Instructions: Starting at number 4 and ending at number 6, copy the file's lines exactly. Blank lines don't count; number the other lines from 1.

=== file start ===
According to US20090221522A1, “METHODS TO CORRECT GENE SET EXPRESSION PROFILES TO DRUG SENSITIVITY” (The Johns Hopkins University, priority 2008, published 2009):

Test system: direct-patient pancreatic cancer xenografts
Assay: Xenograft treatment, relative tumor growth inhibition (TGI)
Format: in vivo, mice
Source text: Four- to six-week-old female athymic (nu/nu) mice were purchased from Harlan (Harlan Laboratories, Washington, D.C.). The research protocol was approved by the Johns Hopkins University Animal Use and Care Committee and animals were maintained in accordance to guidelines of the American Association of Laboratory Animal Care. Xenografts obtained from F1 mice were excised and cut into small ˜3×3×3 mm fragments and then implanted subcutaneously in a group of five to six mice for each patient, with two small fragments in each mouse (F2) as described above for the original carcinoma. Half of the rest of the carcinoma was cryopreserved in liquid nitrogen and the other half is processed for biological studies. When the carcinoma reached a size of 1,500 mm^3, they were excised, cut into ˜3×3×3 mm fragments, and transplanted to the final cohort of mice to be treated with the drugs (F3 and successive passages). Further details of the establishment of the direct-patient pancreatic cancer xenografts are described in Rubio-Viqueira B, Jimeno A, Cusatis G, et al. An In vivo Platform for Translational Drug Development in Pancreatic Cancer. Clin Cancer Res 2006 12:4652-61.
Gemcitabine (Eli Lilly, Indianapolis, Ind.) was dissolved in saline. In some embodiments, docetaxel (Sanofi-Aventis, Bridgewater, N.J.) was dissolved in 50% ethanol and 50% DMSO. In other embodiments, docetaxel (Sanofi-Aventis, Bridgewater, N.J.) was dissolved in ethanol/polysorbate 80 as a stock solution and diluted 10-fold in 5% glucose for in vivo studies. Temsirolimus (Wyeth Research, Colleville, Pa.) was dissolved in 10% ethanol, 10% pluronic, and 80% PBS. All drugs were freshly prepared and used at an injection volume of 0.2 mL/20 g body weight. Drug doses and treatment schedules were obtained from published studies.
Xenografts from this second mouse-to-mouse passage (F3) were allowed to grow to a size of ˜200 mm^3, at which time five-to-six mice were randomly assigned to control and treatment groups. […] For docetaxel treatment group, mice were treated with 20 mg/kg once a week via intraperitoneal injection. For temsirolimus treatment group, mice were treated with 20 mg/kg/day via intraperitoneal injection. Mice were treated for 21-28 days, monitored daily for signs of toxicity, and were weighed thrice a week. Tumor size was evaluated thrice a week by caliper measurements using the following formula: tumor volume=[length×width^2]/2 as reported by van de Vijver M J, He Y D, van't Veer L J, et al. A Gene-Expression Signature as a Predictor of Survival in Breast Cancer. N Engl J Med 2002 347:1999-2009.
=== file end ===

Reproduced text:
Format: in vivo, mice
Source text: Four- to six-week-old female athymic (nu/nu) mice were purchased from Harlan (Harlan Laboratories, Washington, D.C.). The research protocol was approved by the Johns Hopkins University Animal Use and Care Committee and animals were maintained in accordance to guidelines of the American Association of Laboratory Animal Care. Xenografts obtained from F1 mice were excised and cut into small ˜3×3×3 mm fragments and then implanted subcutaneously in a group of five to six mice for each patient, with two small fragments in each mouse (F2) as described above for the original carcinoma. Half of the rest of the carcinoma was cryopreserved in liquid nitrogen and the other half is processed for biological studies. When the carcinoma reached a size of 1,500 mm^3, they were excised, cut into ˜3×3×3 mm fragments, and transplanted to the final cohort of mice to be treated with the drugs (F3 and successive passages). Further details of the establishment of the direct-patient pancreatic cancer xenografts are described in Rubio-Viqueira B, Jimeno A, Cusatis G, et al. An In vivo Platform for Translational Drug Development in Pancreatic Cancer. Clin Cancer Res 2006 12:4652-61.
Gemcitabine (Eli Lilly, Indianapolis, Ind.) was dissolved in saline. In some embodiments, docetaxel (Sanofi-Aventis, Bridgewater, N.J.) was dissolved in 50% ethanol and 50% DMSO. In other embodiments, docetaxel (Sanofi-Aventis, Bridgewater, N.J.) was dissolved in ethanol/polysorbate 80 as a stock solution and diluted 10-fold in 5% glucose for in vivo studies. Temsirolimus (Wyeth Research, Colleville, Pa.) was dissolved in 10% ethanol, 10% pluronic, and 80% PBS. All drugs were freshly prepared and used at an injection volume of 0.2 mL/20 g body weight. Drug doses and treatment schedules were obtained from published studies.